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Cardio Update

Innovative Solution to Treat Portal Vein Hypertension

The Transjugular Intrahepatic Portosystemic Shunt (TIPS) procedure has long been used to treat portal vein hypertension in patients with cirrhosis and other conditions, prior to liver transplant surgery, however, it could not be used in those with a complete portal vein occlusion. 1 The transsplenic approach allows interventional radiologists (IRs) to bypass the liver.1 Penn State Health Milton S. Hershey Medical Center is one of a few teaching hospitals in Pennsylvania to offer this innovative approach.

In the transsplenic approach, clinicians use a splenic sheath and lasso snare, transverse the spleen and continue the procedure using X-ray, achieving end-to-end anastomosis, which allows for balloon angioplasty in the blocked vein and facilitates completion of the TIPS. Portal veins are patent and anatomically normal nearly 80 percent of the time when imaged months later.

Through a percutaneous access from the internal jugular vein, the right hepatic vein is “connected” to the right portal vein branch via a transparenchymal tract. This tract is held open utilizing a Wallstent™. This allows the portal venous flow to decompress into the hepatic venous system and the associated varices to bypass the diseased liver.2

Harjit Singh, MD, FSIR, professor of radiology, surgery and medicine, says, “It used to be a very binary process—traditional TIPS or nothing—so the transsplenic approach has made a massive difference. We are now giving patients the ability to receive a TIPS procedure which improves their quality-of-life. Recent data shows that liver transplant patients have improved surgical outcomes following the procedure.” IRs at Hershey Medical Center have been performing TIPS via the transsplenic approach for a year, averaging one per month. The initial trial published in 2012 included 11 cases.3

The Penn State interventional radiology group has successfully leveraged its combined procedural experience to integrate this technique into their practice. Recent research suggests that the transsplenic approach to portal vein recanalization (PVR)-TIPS placement may allow for liver transplantation in previously ineligible patients.4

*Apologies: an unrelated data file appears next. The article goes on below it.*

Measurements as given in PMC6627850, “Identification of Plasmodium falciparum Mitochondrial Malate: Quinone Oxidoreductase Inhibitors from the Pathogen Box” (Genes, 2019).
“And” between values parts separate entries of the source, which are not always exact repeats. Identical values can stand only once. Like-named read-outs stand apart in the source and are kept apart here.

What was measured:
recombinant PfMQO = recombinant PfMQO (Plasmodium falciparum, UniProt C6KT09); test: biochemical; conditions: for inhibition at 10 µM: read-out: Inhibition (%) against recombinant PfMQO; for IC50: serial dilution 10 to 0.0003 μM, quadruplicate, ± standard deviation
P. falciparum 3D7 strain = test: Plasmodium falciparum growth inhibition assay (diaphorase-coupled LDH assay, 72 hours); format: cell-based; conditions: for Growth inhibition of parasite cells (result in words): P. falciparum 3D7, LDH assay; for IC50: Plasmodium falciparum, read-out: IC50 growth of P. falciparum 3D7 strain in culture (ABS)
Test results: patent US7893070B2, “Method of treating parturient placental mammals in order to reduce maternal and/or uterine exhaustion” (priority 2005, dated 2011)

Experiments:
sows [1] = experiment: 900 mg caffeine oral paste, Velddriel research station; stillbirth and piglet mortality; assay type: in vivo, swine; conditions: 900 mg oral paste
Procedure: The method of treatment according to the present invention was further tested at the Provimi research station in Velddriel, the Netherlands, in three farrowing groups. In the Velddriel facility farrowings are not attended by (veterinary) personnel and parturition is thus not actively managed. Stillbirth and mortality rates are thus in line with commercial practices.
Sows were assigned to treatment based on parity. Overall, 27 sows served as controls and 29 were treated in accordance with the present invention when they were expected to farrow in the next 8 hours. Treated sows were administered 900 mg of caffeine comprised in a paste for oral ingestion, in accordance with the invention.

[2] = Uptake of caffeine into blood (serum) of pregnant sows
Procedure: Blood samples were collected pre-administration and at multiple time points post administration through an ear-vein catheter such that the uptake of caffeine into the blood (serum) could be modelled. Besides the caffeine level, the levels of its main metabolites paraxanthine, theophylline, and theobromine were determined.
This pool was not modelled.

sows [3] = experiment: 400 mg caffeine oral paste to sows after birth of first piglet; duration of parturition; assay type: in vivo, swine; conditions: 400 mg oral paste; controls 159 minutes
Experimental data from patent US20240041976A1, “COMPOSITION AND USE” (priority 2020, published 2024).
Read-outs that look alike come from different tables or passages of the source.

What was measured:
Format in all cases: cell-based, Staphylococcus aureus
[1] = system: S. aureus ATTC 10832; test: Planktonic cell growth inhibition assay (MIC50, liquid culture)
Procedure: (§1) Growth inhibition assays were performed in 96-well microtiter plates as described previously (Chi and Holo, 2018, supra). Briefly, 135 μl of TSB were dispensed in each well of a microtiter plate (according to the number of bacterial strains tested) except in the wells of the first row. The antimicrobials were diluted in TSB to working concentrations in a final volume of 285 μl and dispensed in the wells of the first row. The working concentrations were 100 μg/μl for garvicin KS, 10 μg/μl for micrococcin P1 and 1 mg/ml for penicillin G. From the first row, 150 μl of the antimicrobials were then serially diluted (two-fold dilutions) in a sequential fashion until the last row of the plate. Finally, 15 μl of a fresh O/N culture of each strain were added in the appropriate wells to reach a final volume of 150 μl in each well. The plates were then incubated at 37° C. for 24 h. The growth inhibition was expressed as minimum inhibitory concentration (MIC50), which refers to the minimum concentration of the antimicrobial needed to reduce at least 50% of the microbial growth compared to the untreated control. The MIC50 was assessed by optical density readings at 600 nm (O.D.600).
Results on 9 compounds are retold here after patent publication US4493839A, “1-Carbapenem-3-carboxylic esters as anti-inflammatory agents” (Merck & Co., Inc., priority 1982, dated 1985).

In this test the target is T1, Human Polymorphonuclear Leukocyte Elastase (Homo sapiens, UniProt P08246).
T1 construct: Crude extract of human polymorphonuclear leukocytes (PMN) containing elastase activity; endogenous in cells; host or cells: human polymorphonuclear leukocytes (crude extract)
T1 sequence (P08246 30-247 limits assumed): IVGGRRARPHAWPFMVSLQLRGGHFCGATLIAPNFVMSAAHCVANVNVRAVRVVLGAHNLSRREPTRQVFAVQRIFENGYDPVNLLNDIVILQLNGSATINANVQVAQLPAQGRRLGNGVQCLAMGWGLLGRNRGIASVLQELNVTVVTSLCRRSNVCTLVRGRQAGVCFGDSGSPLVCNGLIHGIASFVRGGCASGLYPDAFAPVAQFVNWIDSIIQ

Case History:

  • 61-year-old male patient with Nonalcoholic Steatohepatitis (NASH)-induced cirrhosis
  • Presented to Cardiovascular Interventional Radiology at Milton S. Hershey Medical Center for consideration of Portal Vein Recanalization with TIPS placement
  • Presented with significant ascites
  • Not originally considered a TIPS candidate based on non-occlusive thrombus in his main portal vein
  • PVR and TIPS using the transsplenic approach was successfully performed in March 2015
  • Follow-up invasive imaging in May 2015 demonstrated the TIPS to be widely patent and the portal vein thrombus to be markedly improved
  • Patient was seen in April 2016, clinically stable with no further drainage of his ascites needed


Photo of Harjit Singh, MDHarjit Singh, MD, FSIR
Professor of Radiology, Surgery and Medicine
Interventional Radiologist
PHONE: 717-531-5416
FELLOWSHIP: Radiology, vascular and interventional, Johns Hopkins University Hospital, Baltimore, Md.
RESIDENCY: Radiology, diagnostic, Albany Medical Center, Albany, N.Y.
MEDICAL SCHOOL: Albany Medical College, Albany, N.Y.

Connect with Dr. Singh on Doximity


  1. Habib A, Desai K, Hickey R, Thornburg B, Vouche M, Vogelzang R, et al. Portal vein recanalization — transjugular intrahepatic portosystemic shunt using the transsplenic approach to achieve transplant candidacy in patients with chronic portal vein thrombosis. J Vasc Interv Radiol. 2015. 1-8.
  2. Singh H and Neutze J. eds. Radiology Fundamentals: Introduction to Imaging and Technology. 5th ed., New York, New York. Springer; 2015:281-285.
  3. Chu HH, Kim HC, Jae HJ, Yi NJ, Lee KW, Suh KS, et al. Percutaneous transsplenic access to the portal vein for management of vascular complication in patients with chronic liver disease. Cardiovasc Intervent Radiol. 2012 Dec;35(6):1388-95.
  4. Salem R, Vouche M, Baker T, Herrero JI, Caicedo JC, Fryer J, et al. Pretransplant portal vein recanalization — transjugular intrahepatic portosystemic shunt in patients with complete obliterative portal vein thrombosis. Transplantation. November 2015. 99;11:2347-2355.

Penn State Heart and Vascular Institute (PSHVI) is a national model for comprehensive heart and vascular care, research, and medical education. The Society of Thoracic Surgeons ranked PSHVI among the most elite programs in the nation, with a three-star rating. We serve as the only heart transplant center in central Pennsylvania, including artificial heart placement.

World-renowned doctors, skilled physician extenders, and Magnet-recognized nurses work together to provide advanced care for both common and complex heart and vascular conditions. PSHVI provides options for treating structural heart disease, including TVAR, Watchman and MitraClip, and delivers Joint Commission-accredited programs in advanced heart failure and implanting ventricular assist devices as a long-term treatment or as a bridge to heart transplant.

Our PSHVI physicians and scientists are committed to advancing the knowledge of causes and effects of cardiovascular disease through research and clinical trials and to training the physicians of the future.

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